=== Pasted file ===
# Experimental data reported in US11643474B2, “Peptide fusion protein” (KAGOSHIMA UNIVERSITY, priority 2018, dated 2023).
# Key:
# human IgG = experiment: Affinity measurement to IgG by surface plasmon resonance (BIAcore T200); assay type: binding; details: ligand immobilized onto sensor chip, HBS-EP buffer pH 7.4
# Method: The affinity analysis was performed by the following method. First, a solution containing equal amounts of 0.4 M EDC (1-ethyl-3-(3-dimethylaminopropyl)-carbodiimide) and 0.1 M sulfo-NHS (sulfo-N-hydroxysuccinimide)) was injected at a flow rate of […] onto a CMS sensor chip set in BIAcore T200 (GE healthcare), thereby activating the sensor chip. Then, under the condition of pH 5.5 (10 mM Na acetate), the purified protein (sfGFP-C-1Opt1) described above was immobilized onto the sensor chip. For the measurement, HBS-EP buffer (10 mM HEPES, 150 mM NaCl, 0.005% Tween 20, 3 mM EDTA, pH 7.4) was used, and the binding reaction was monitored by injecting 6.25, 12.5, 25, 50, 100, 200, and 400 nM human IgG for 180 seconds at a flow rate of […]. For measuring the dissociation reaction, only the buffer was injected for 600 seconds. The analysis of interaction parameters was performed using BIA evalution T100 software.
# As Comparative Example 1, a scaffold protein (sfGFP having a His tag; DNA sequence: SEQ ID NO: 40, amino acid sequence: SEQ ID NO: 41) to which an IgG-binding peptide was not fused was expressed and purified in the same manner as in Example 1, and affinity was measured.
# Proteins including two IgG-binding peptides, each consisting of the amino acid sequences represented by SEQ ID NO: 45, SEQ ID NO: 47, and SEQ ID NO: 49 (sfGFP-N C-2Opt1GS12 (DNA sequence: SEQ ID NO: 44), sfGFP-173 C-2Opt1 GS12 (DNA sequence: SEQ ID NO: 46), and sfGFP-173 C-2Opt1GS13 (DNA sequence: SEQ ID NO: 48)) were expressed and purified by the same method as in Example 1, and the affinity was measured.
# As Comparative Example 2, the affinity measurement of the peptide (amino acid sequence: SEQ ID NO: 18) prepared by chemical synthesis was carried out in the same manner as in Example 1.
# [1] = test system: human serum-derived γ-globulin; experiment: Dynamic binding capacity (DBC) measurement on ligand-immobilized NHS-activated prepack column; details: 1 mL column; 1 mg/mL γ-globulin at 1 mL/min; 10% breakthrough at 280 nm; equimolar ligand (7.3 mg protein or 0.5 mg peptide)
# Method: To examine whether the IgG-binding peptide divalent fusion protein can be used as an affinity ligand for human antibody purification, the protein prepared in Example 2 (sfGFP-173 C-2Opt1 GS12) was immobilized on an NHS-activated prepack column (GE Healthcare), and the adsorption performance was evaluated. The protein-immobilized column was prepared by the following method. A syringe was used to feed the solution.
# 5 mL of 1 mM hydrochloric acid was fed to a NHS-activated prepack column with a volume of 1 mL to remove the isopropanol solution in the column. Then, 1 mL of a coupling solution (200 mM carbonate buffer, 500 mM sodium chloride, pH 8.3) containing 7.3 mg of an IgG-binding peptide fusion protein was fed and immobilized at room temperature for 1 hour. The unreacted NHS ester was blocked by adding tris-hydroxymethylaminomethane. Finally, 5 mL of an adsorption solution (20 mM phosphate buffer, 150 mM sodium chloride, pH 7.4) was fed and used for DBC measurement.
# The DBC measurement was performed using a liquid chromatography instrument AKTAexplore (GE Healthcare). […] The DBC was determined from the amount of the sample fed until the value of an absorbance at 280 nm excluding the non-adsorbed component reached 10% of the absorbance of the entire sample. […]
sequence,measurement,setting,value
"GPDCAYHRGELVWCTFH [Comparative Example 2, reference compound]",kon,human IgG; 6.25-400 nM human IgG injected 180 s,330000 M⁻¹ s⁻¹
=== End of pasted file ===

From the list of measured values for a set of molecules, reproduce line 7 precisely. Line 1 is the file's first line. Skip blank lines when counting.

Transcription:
# As Comparative Example 2, the affinity measurement of the peptide (amino acid sequence: SEQ ID NO: 18) prepared by chemical synthesis was carried out in the same manner as in Example 1.